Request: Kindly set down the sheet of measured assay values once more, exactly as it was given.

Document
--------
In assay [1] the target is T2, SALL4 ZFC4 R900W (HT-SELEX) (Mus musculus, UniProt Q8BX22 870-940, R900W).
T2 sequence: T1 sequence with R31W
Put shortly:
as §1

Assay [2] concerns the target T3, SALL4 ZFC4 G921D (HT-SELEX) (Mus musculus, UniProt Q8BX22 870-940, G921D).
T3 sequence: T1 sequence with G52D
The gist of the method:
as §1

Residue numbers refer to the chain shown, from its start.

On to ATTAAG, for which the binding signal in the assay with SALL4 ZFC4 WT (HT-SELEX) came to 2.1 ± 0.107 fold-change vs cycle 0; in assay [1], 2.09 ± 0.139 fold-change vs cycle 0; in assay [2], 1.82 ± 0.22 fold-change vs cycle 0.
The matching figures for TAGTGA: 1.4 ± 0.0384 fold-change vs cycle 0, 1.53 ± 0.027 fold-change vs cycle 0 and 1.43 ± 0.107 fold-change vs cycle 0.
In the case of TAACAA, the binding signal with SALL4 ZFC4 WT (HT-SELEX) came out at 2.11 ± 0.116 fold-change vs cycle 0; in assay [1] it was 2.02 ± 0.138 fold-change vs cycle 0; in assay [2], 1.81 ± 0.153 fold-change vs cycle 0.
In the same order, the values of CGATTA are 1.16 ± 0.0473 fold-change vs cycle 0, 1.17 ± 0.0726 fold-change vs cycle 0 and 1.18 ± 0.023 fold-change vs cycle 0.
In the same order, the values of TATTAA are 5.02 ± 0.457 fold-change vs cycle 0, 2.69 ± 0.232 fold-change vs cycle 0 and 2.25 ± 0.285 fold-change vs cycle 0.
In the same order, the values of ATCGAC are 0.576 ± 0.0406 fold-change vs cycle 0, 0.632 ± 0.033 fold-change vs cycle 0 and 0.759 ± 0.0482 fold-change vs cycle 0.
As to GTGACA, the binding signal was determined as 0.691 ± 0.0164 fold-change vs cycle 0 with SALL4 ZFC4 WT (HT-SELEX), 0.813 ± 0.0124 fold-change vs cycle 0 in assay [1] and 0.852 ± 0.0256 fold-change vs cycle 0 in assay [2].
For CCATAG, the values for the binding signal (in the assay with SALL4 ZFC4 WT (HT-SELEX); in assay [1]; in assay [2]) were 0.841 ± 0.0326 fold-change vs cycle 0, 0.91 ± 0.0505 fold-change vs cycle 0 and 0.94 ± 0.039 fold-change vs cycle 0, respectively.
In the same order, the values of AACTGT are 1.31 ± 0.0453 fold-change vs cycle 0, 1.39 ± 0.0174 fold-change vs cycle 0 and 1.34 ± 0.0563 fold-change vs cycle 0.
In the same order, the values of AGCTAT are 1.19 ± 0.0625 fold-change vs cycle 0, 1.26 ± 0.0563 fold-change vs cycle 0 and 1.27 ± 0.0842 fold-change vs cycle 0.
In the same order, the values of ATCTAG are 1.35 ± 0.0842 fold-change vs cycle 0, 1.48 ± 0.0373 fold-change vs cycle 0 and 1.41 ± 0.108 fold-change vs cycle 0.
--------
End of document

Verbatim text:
In assay [1] the target is T2, SALL4 ZFC4 R900W (HT-SELEX) (Mus musculus, UniProt Q8BX22 870-940, R900W).
T2 sequence: T1 sequence with R31W
Put shortly:
as §1

Assay [2] concerns the target T3, SALL4 ZFC4 G921D (HT-SELEX) (Mus musculus, UniProt Q8BX22 870-940, G921D).
T3 sequence: T1 sequence with G52D
The gist of the method:
as §1

Residue numbers refer to the chain shown, from its start.

On to ATTAAG, for which the binding signal in the assay with SALL4 ZFC4 WT (HT-SELEX) came to 2.1 ± 0.107 fold-change vs cycle 0; in assay [1], 2.09 ± 0.139 fold-change vs cycle 0; in assay [2], 1.82 ± 0.22 fold-change vs cycle 0.
The matching figures for TAGTGA: 1.4 ± 0.0384 fold-change vs cycle 0, 1.53 ± 0.027 fold-change vs cycle 0 and 1.43 ± 0.107 fold-change vs cycle 0.
In the case of TAACAA, the binding signal with SALL4 ZFC4 WT (HT-SELEX) came out at 2.11 ± 0.116 fold-change vs cycle 0; in assay [1] it was 2.02 ± 0.138 fold-change vs cycle 0; in assay [2], 1.81 ± 0.153 fold-change vs cycle 0.
In the same order, the values of CGATTA are 1.16 ± 0.0473 fold-change vs cycle 0, 1.17 ± 0.0726 fold-change vs cycle 0 and 1.18 ± 0.023 fold-change vs cycle 0.
In the same order, the values of TATTAA are 5.02 ± 0.457 fold-change vs cycle 0, 2.69 ± 0.232 fold-change vs cycle 0 and 2.25 ± 0.285 fold-change vs cycle 0.
In the same order, the values of ATCGAC are 0.576 ± 0.0406 fold-change vs cycle 0, 0.632 ± 0.033 fold-change vs cycle 0 and 0.759 ± 0.0482 fold-change vs cycle 0.
As to GTGACA, the binding signal was determined as 0.691 ± 0.0164 fold-change vs cycle 0 with SALL4 ZFC4 WT (HT-SELEX), 0.813 ± 0.0124 fold-change vs cycle 0 in assay [1] and 0.852 ± 0.0256 fold-change vs cycle 0 in assay [2].
For CCATAG, the values for the binding signal (in the assay with SALL4 ZFC4 WT (HT-SELEX); in assay [1]; in assay [2]) were 0.841 ± 0.0326 fold-change vs cycle 0, 0.91 ± 0.0505 fold-change vs cycle 0 and 0.94 ± 0.039 fold-change vs cycle 0, respectively.
In the same order, the values of AACTGT are 1.31 ± 0.0453 fold-change vs cycle 0, 1.39 ± 0.0174 fold-change vs cycle 0 and 1.34 ± 0.0563 fold-change vs cycle 0.
In the same order, the values of AGCTAT are 1.19 ± 0.0625 fold-change vs cycle 0, 1.26 ± 0.0563 fold-change vs cycle 0 and 1.27 ± 0.0842 fold-change vs cycle 0.
In the same order, the values of ATCTAG are 1.35 ± 0.0842 fold-change vs cycle 0, 1.48 ± 0.0373 fold-change vs cycle 0 and 1.41 ± 0.108 fold-change vs cycle 0.